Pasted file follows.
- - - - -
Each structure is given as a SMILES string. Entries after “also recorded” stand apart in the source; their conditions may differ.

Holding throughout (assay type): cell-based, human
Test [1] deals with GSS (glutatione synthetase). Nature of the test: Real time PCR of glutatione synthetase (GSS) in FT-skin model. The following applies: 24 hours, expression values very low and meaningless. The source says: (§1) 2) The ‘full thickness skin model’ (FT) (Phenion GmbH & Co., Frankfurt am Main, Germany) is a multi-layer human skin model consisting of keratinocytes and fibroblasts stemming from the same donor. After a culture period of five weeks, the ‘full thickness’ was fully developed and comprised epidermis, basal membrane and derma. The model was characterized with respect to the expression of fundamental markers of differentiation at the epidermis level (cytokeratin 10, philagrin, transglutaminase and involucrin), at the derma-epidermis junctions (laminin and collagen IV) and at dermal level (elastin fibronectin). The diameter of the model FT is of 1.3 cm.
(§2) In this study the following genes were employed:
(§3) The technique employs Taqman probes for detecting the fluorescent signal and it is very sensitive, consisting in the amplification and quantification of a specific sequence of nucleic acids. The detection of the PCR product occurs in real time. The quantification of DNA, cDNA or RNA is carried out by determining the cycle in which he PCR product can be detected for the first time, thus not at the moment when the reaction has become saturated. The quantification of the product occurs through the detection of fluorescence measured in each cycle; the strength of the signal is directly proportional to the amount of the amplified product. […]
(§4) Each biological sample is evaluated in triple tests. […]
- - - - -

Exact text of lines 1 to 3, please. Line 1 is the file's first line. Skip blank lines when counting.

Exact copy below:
Each structure is given as a SMILES string. Entries after “also recorded” stand apart in the source; their conditions may differ.

Holding throughout (assay type): cell-based, human
Test [1] deals with GSS (glutatione synthetase). Nature of the test: Real time PCR of glutatione synthetase (GSS) in FT-skin model. The following applies: 24 hours, expression values very low and meaningless. The source says: (§1) 2) The ‘full thickness skin model’ (FT) (Phenion GmbH & Co., Frankfurt am Main, Germany) is a multi-layer human skin model consisting of keratinocytes and fibroblasts stemming from the same donor. After a culture period of five weeks, the ‘full thickness’ was fully developed and comprised epidermis, basal membrane and derma. The model was characterized with respect to the expression of fundamental markers of differentiation at the epidermis level (cytokeratin 10, philagrin, transglutaminase and involucrin), at the derma-epidermis junctions (laminin and collagen IV) and at dermal level (elastin fibronectin). The diameter of the model FT is of 1.3 cm.